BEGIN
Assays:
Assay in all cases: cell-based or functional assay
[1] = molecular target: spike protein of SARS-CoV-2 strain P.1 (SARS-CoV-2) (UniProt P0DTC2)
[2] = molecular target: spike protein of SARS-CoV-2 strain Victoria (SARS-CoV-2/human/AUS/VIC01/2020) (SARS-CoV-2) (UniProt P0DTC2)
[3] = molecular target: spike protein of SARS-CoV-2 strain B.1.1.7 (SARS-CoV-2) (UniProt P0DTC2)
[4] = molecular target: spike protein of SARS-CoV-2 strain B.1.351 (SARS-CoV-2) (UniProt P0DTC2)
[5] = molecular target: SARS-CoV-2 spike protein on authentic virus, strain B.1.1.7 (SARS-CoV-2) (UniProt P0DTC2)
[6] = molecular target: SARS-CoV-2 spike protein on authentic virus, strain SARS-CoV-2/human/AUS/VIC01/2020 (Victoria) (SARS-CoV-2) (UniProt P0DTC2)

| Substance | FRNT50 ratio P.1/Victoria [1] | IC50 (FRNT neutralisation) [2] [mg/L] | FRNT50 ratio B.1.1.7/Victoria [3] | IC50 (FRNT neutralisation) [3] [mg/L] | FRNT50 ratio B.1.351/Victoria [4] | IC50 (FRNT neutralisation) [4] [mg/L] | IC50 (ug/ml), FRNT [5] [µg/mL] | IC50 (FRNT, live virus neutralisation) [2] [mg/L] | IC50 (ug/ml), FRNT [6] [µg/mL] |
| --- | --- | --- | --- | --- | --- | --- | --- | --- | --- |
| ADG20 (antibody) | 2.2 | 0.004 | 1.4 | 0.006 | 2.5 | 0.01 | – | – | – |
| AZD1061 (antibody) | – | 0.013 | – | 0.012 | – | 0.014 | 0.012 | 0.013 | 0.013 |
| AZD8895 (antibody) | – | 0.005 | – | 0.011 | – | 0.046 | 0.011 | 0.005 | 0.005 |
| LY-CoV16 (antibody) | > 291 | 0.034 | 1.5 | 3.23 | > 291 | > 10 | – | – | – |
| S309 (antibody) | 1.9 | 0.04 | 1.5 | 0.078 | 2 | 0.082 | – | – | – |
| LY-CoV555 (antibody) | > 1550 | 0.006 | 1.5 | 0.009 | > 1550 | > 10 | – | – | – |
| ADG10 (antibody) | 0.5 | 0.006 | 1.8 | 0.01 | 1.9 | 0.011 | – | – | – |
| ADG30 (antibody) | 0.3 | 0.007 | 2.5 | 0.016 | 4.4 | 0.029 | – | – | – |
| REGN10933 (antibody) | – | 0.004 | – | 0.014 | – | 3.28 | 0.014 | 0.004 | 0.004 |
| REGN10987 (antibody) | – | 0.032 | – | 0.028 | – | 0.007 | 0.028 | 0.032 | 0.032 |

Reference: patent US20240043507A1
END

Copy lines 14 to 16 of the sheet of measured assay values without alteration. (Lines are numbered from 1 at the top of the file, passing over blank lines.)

| LY-CoV16 (antibody) | > 291 | 0.034 | 1.5 | 3.23 | > 291 | > 10 | – | – | – |
| S309 (antibody) | 1.9 | 0.04 | 1.5 | 0.078 | 2 | 0.082 | – | – | – |
| LY-CoV555 (antibody) | > 1550 | 0.006 | 1.5 | 0.009 | > 1550 | > 10 | – | – | – |